SpaceX launched the next shipment to the International Space Station on board a Falcon 9 rocket on Friday, June 29, 2018, from Cape Canaveral Air Force Station in Florida. The Dragon supply capsule is expected to reach the ISS at around 7 a.m. ET on Monday, July 2.
The shipment includes nearly three tons of research and resupply materials including science experiments, food, water, and other supplies. One more interesting thing that is on its way to the ISS is a flying, talking, interactive robotic head. No other AI-equipped machine has ever flown to space before.
The Crew Interactive Mobile Companion, or CIMON, is a small artificial intelligent robot developed by the European aero company Airbus and IBM and funded by the German space agency DLR. It is roughly the size of a basketball with a screen featuring a friendly cartoon face. It uses Watson AI technology from the IBM cloud and weighs around 11 pounds (5 kg).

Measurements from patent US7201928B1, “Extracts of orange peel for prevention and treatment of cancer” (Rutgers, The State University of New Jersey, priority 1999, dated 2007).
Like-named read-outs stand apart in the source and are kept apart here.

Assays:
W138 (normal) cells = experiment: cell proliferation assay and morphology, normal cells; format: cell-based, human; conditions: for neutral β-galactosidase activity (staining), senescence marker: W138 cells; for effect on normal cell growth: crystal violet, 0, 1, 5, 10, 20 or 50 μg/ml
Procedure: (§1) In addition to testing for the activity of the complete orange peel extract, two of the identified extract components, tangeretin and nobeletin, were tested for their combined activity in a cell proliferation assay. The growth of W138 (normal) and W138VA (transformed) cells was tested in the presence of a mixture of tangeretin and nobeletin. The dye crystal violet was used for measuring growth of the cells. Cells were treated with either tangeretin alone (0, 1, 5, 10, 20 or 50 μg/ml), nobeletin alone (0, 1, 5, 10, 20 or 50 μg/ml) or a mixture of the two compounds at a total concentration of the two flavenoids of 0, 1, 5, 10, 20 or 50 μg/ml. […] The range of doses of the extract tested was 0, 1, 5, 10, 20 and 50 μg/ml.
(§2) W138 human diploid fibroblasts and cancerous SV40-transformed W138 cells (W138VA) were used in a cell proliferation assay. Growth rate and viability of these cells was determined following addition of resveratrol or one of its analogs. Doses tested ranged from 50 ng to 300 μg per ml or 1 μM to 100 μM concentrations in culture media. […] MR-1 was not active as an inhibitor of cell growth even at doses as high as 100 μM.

CIMON is notably the first artificial intelligence based mission and flight assistance system to head to the ISS. It will assist German astronaut Alexander Gerst in conducting experiments on the International Space Station. The robot is equipped with microphones and cameras that help it recognize Gerst’s voice and his face.
Gerst, who arrived at the ISS aboard a Russian Soyuz spacecraft earlier this month, will test the AI-based assistant during the European Space Agency’s Horizons mission on the ISS between June and October 2018.
He will work with CIMON three times on three tasks during the mission. CIMON will verbally give step-by-step instructions to Gerst. They will perform some sort of experiment with crystals, work together to solve the Rubik’s cube and perform a complex medical experiment using CIMON as an intelligent flying camera. The work will take a total of 3 hours.
CIMON is scheduled to return back to Earth on 13 December 2018.